As part of a recent consultation, entitled Restoring Trust in Audit and Corporate Governance, the Government is proposing a huge list of changes to audit, company law, governance and regulatory frameworks. The proposals will have a significant impact on corporate finance.
My eyes rapidly dropped from BEIS’s monster main document of proposals to the related, catchily titled Impact Assessment (IA). This is just 210 pages, and purports to show the costs and benefits of what it describes as “around 150” recommendations. That’s 83 recommendations from the Kingman Review, four from the Competition and Markets Authority and 64 from the Brydon Review. You would hope that the cost/benefit analysis would clearly convey why massive change is deemed appropriate. But, as we all know, life is full of disappointments.
First, and most oddly, the numbers are, it seems, all in ‘2016 prices’. This predates any of the reviews and is rather less useful than simply current values. But let’s put that to one side – at least it’s a price.
The first of the segments evaluated in the IA is the extension of the public interest entity (PIE) definition. The effect is that more organisations will be required to meet more corporate governance and disclosure rules. This extension of the PIE definition will load lots of cost on to businesses, including AIM companies, that have a marketing capitalisation of more than €200m.
The analysis shows set-up costs of £124.7m and annual costs of £185m. These figures are then fed into a Discounted Cashflow (DCF) model, with a 3.5% discount rate and costs ceasing abruptly at the end of a decade. No explanation is offered for the 3.5% nor for the 10–year duration of the costs. But if you accept these assumptions, you get a total DCF cost of £1.7bn.
All the proposals get similar treatment. If you use current gilt rates, roughly 1.25%, as a discount rate and assume the costs last 20 years, the PIE DCF cost doubles to £3.4bn. On that basis, the overall proposals will have a net present value of around £10bn.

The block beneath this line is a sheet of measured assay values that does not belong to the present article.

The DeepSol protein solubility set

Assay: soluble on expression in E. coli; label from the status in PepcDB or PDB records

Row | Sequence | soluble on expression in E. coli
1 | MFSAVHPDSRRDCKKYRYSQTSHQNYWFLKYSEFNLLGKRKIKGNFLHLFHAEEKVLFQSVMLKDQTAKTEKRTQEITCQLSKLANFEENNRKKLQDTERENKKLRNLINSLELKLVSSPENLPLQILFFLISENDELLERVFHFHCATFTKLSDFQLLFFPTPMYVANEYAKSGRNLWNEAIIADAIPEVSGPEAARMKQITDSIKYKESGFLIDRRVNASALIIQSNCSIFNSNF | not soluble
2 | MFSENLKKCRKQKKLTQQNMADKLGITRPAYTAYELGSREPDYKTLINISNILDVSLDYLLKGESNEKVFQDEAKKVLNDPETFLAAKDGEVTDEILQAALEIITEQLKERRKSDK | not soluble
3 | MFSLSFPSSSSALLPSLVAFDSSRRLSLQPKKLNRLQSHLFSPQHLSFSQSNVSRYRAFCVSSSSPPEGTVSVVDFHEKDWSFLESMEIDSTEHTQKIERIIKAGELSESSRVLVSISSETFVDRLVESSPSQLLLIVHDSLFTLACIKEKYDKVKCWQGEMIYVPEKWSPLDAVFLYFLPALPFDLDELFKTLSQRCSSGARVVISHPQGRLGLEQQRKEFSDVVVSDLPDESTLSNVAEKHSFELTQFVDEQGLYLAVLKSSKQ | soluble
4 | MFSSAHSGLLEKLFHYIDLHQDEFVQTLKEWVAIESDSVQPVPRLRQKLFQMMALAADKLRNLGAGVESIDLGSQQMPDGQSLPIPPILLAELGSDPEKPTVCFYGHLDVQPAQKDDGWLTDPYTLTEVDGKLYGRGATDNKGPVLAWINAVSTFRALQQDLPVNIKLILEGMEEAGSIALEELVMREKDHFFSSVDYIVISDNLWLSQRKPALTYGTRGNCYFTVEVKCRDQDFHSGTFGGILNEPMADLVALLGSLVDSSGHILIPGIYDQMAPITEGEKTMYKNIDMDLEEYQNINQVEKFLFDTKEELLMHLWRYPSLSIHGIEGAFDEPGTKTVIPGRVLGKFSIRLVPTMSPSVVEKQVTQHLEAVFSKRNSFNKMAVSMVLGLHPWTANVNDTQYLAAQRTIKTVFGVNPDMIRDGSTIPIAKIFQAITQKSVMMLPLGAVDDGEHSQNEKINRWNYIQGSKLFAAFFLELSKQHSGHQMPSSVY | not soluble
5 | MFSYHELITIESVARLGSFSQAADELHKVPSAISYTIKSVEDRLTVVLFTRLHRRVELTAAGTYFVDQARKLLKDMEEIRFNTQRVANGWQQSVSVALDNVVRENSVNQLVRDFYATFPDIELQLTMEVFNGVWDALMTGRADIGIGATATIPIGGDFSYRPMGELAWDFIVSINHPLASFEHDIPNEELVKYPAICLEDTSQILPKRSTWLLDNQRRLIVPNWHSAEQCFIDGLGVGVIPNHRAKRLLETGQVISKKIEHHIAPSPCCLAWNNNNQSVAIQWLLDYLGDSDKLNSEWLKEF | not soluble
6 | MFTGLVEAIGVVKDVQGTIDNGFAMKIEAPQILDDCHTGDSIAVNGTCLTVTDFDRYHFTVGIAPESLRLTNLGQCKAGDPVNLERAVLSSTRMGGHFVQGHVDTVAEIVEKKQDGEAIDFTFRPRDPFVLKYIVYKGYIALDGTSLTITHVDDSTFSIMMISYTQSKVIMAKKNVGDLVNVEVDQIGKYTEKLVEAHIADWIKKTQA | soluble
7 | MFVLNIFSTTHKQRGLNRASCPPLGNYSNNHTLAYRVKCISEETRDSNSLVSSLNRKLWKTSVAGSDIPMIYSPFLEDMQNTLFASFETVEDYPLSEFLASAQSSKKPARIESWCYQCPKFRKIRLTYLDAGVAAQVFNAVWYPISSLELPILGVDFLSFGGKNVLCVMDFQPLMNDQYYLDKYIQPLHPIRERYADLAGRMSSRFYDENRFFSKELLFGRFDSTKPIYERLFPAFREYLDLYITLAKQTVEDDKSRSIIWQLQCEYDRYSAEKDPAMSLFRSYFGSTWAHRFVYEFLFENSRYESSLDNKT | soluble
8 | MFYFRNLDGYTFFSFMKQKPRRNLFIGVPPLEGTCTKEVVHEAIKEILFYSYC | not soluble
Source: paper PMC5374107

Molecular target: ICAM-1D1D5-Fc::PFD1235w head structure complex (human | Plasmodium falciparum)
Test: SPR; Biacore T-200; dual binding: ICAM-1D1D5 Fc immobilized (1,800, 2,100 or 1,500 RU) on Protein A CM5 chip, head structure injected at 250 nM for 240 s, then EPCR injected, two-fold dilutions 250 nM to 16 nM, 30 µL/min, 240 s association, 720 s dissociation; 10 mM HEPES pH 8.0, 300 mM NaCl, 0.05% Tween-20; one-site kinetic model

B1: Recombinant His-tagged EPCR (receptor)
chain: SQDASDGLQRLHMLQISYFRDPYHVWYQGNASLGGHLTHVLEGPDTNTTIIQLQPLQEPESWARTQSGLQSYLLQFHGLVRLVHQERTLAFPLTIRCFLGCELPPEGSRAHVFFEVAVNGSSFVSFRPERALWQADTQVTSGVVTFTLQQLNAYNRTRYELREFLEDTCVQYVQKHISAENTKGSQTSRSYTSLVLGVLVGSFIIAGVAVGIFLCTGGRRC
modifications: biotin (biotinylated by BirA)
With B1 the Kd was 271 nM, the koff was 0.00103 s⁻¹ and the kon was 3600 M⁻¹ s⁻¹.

These cost estimates are not strongly defended. The |A says: “Estimates of costs are tentative at this stage – more policy work and responses to the consultation will help us refine our estimates.”
Given the process timetable, this will mean that, in all likelihood, the proposals will be law before costs are well understood. This is lousy process and there has been more than a year for estimates to move beyond ‘tentative‘.
OK, enough of the costs. What are the benefits? What do you get for a £10bn–plus outlay? Well, that‘s really interesting. In every single one of the 27 cost–benefit summaries, a pretty damning admission appears – “no benefits monetised” – in the value of the benefits box. They do write of possible esoteric benefits, but without putting a number on any. Not even cynical old me believes there are absolutely no measurable benefits somewhere among the 150 proposals.
It‘s worth remembering that these changes are being imposed on the audit industry and companies because of perceived poor quality of auditing and corporate governance. The proposals themselves are the result of ‘audits’ of the status quo. There is definitely an element of irony in the fact that the related measurement of the proposals should be so feebly constructed. If the Financial Reporting Council reviewed the IA with the rigour with which it reviews audits, then a bottom rating would seem inevitable.
The whole purpose of an impact assessment is to see if the policies being pushed forward make sense. I expect that those policies will now proceed, regardless of this weak cost/benefit analysis.
For the record, I actually think there is a huge problem in implementing the wide-ranging proposals in a reasonable time. There‘s simply not enough capacity of audit capability to do so at all quickly. Rushing things will carry very predictable risks.
This article first appeared in Corporate Financier, the magazine of the ICAEW Corporate Finance Faculty.
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